The de-bunking response is very common. It shows up the deep suspicion many people have — rightly so — of the fields of psychiatry and clinical psychology. I think it primarily comes from a suspicion of the "talking cure" methods of psychological counseling, and the even larger phenomenon of mass mediated therapeutic approaches to social problems, which are quintessentially embodied in the tabloid television talk show, and even the local TV news. There's a growing consensus in psychiatry, however, that many mental illnesses cannot be cured through talk or through cognitive re-structuring — e.g. learning to create a different way of thinking about one's behaviors and tendencies. People cannot be taught to control the biochemical and physiological conditions of mental illness with their minds. This is not a case of mind over matter.

Another common response that can accompany or sometimes replace the debunking response is the related claim that most people have some form of mental illness. The idea here is that mental illness is a general condition, and that the specificity of particular mental illnesses really does not matter. Many mental illnesses are still under-studied. Oftentimes the psychiatric and scientific communities have little power to explain them, which also means there is little scientifically-knowledgeable popular discourse available to the public. When outing myself to folks who claim, often in latent form, that the very condition of modern life is mental illness, they express a desire to identify with me over some general social condition of mental illness of which they feel a part. Some of these folks may have mental illnesses themselves, or experiences they label as mental illnesses even if they haven't been officially diagnosed. This claim often rides in parasitical fashion on the back of debunking claims — it can provide an explanation for why the speaker invests in their critique in the first place. What distinguishes their identification with my mental illness from debunking is the sense that such illness is universal, and that the speaker him or herself identifies with a broad category of mental illness. If everyone has some kind of mental illness, then psychiatric diagnosis makes mental illness "exclusive," a club everyone apparently wants to join.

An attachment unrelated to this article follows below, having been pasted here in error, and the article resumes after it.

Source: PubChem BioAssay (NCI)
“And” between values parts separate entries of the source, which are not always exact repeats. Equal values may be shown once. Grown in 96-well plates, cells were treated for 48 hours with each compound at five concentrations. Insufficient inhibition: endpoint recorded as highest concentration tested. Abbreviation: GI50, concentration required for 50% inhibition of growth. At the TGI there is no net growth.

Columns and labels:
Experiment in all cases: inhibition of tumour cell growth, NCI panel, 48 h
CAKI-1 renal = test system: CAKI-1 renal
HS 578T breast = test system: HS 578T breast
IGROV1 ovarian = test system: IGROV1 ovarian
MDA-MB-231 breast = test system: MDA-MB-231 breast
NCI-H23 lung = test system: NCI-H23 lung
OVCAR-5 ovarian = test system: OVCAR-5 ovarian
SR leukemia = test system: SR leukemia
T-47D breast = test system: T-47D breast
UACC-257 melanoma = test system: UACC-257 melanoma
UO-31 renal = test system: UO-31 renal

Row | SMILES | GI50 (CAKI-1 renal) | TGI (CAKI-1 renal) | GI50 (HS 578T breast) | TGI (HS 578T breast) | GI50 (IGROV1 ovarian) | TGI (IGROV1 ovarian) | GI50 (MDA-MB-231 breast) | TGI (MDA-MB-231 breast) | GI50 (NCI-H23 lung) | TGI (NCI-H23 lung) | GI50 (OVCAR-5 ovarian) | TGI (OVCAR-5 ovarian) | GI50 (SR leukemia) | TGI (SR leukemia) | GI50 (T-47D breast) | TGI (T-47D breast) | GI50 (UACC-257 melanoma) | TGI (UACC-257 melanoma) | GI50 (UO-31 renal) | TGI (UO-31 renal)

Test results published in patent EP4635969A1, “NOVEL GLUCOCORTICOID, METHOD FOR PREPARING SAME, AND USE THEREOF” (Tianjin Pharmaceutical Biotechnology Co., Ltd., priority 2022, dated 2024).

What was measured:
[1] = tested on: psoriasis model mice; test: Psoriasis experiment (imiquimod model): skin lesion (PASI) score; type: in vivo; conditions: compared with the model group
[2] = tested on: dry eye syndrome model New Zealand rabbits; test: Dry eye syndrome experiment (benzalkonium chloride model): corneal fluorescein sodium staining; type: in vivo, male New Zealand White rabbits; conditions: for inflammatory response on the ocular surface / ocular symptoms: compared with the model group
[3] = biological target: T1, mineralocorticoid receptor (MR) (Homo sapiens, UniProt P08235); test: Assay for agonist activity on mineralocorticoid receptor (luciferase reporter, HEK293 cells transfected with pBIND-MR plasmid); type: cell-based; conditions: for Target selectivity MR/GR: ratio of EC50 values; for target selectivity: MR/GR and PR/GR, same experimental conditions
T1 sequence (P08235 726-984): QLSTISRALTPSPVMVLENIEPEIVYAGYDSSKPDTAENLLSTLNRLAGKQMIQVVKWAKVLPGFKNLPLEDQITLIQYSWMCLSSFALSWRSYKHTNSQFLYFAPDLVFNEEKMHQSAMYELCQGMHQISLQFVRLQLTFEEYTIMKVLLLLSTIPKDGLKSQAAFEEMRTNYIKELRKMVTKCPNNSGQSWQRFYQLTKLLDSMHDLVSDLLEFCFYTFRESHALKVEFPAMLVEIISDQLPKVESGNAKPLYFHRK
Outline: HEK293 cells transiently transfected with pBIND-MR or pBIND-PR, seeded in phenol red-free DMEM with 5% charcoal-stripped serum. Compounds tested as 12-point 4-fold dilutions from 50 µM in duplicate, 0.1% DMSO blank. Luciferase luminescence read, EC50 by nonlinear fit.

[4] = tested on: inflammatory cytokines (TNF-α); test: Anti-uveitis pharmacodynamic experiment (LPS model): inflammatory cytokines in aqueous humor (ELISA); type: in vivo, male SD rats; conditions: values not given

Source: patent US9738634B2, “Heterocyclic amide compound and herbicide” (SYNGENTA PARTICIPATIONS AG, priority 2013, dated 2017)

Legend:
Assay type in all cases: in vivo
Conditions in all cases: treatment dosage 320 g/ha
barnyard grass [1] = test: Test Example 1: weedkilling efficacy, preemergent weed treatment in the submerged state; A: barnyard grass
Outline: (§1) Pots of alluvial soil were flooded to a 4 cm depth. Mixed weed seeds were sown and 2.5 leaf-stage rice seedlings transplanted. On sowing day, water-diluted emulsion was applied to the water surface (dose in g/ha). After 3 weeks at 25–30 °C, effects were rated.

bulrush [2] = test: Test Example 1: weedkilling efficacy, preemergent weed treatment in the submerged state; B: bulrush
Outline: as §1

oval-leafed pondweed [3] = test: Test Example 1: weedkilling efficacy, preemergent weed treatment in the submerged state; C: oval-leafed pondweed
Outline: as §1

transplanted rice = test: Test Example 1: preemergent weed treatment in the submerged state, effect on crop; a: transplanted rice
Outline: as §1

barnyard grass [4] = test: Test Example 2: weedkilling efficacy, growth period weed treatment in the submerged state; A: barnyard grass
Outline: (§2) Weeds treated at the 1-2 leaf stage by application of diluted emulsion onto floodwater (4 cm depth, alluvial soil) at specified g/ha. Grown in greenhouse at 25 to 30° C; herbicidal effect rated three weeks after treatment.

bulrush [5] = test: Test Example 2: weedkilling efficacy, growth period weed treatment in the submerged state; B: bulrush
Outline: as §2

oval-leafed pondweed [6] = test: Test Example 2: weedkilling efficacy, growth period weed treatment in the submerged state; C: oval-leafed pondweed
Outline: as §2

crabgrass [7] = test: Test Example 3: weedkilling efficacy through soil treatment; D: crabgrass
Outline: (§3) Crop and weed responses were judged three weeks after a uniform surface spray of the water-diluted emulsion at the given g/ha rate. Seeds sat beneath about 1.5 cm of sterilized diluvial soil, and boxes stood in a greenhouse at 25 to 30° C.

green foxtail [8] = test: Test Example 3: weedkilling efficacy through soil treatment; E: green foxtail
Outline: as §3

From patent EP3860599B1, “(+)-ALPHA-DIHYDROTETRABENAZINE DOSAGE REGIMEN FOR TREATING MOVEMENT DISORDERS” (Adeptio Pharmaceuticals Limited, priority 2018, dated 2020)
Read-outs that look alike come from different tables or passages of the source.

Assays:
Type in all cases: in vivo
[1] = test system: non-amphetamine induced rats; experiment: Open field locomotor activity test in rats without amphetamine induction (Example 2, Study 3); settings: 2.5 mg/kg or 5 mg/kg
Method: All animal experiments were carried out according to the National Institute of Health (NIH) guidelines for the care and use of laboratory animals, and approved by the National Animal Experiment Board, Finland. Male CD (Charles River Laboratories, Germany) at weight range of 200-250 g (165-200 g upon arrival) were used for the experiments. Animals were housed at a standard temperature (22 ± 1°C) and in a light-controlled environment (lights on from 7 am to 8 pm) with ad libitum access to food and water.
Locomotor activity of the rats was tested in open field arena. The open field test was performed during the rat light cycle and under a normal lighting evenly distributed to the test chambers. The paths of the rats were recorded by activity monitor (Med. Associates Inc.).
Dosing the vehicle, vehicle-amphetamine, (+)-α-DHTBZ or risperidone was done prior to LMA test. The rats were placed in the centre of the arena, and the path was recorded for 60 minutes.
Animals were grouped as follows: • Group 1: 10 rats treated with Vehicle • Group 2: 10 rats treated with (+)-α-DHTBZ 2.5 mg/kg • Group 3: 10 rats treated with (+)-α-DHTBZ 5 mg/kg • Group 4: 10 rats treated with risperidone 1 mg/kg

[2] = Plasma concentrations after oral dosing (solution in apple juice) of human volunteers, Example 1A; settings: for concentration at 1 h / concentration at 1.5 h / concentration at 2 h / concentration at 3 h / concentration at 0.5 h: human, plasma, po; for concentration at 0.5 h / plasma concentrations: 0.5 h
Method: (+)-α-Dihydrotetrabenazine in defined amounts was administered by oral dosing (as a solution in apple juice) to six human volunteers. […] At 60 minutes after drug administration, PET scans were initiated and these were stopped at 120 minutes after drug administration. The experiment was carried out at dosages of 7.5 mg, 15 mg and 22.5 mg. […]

The belief in a shared universality of mental illness strikes me as particularly bewildering. It's based in the desire to identify with an idea of mental illness, but not its reality. Perhaps this desire stems from mental health community's continuous talk about the social magnitude of mental illness and the problem of under diagnosis. After all, doing so helps them reach new "clients" and argue for their own necessity. When the mental health community and pharmaceutical companies emphasize the magnitude of undiagnosed mental illness, and find ways to define individual symptoms as potential signs of full-blown disease, their discourse easily slips into a more general claim that mental illness must be nearly universal. Are you nervous in crowds? Do you feel out of place at social gatherings? You might have social anxiety disorder; take a Xanax. Feeling blue? Suffering from unexplainable nightmares? You might have post-traumatic stress disorder; take a Zoloft. Really, who doesn't love that bouncing smiley pill in the Zoloft commercials? Pills look so fun, cute and smooth!